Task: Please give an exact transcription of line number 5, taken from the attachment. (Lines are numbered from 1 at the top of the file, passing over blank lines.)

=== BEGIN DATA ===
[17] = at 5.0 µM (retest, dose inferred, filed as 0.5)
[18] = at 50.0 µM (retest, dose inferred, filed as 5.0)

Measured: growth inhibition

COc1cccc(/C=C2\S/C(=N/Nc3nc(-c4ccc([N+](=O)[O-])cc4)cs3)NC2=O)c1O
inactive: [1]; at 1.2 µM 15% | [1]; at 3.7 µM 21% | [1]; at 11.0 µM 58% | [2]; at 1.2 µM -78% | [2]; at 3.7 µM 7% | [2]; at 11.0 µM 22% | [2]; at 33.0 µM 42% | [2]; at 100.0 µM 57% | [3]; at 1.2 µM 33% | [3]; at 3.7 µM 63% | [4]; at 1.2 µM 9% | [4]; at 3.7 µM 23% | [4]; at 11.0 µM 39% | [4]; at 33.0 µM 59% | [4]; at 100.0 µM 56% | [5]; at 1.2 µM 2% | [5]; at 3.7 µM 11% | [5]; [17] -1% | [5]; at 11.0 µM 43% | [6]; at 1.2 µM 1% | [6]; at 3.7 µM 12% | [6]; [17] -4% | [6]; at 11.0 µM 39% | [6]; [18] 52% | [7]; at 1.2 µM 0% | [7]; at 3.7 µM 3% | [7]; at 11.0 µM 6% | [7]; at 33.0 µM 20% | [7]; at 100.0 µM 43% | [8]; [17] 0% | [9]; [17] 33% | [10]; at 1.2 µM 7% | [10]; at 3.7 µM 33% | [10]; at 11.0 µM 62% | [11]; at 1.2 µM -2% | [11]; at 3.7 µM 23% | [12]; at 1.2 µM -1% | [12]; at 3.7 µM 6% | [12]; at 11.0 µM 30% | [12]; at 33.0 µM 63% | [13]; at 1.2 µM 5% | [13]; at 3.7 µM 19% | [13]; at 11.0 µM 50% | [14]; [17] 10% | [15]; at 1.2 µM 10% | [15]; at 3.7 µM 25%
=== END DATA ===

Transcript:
inactive: [1]; at 1.2 µM 15% | [1]; at 3.7 µM 21% | [1]; at 11.0 µM 58% | [2]; at 1.2 µM -78% | [2]; at 3.7 µM 7% | [2]; at 11.0 µM 22% | [2]; at 33.0 µM 42% | [2]; at 100.0 µM 57% | [3]; at 1.2 µM 33% | [3]; at 3.7 µM 63% | [4]; at 1.2 µM 9% | [4]; at 3.7 µM 23% | [4]; at 11.0 µM 39% | [4]; at 33.0 µM 59% | [4]; at 100.0 µM 56% | [5]; at 1.2 µM 2% | [5]; at 3.7 µM 11% | [5]; [17] -1% | [5]; at 11.0 µM 43% | [6]; at 1.2 µM 1% | [6]; at 3.7 µM 12% | [6]; [17] -4% | [6]; at 11.0 µM 39% | [6]; [18] 52% | [7]; at 1.2 µM 0% | [7]; at 3.7 µM 3% | [7]; at 11.0 µM 6% | [7]; at 33.0 µM 20% | [7]; at 100.0 µM 43% | [8]; [17] 0% | [9]; [17] 33% | [10]; at 1.2 µM 7% | [10]; at 3.7 µM 33% | [10]; at 11.0 µM 62% | [11]; at 1.2 µM -2% | [11]; at 3.7 µM 23% | [12]; at 1.2 µM -1% | [12]; at 3.7 µM 6% | [12]; at 11.0 µM 30% | [12]; at 33.0 µM 63% | [13]; at 1.2 µM 5% | [13]; at 3.7 µM 19% | [13]; at 11.0 µM 50% | [14]; [17] 10% | [15]; at 1.2 µM 10% | [15]; at 3.7 µM 25%